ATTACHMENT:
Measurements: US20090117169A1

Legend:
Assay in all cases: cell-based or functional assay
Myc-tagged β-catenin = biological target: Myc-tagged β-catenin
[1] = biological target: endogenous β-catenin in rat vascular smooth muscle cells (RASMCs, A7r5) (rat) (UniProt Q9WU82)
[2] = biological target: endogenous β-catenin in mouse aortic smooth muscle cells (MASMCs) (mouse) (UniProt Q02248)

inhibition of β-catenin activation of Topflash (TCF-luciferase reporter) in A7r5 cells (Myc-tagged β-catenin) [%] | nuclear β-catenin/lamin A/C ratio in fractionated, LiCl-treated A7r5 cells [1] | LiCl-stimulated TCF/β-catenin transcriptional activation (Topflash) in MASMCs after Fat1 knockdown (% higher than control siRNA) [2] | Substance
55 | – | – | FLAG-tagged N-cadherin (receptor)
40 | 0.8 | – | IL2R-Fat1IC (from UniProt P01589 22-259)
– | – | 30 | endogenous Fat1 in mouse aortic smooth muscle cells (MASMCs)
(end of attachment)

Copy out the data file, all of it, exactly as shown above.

Measurements: US20090117169A1

Legend:
Assay in all cases: cell-based or functional assay
Myc-tagged β-catenin = biological target: Myc-tagged β-catenin
[1] = biological target: endogenous β-catenin in rat vascular smooth muscle cells (RASMCs, A7r5) (rat) (UniProt Q9WU82)
[2] = biological target: endogenous β-catenin in mouse aortic smooth muscle cells (MASMCs) (mouse) (UniProt Q02248)

inhibition of β-catenin activation of Topflash (TCF-luciferase reporter) in A7r5 cells (Myc-tagged β-catenin) [%] | nuclear β-catenin/lamin A/C ratio in fractionated, LiCl-treated A7r5 cells [1] | LiCl-stimulated TCF/β-catenin transcriptional activation (Topflash) in MASMCs after Fat1 knockdown (% higher than control siRNA) [2] | Substance
55 | – | – | FLAG-tagged N-cadherin (receptor)
40 | 0.8 | – | IL2R-Fat1IC (from UniProt P01589 22-259)
– | – | 30 | endogenous Fat1 in mouse aortic smooth muscle cells (MASMCs)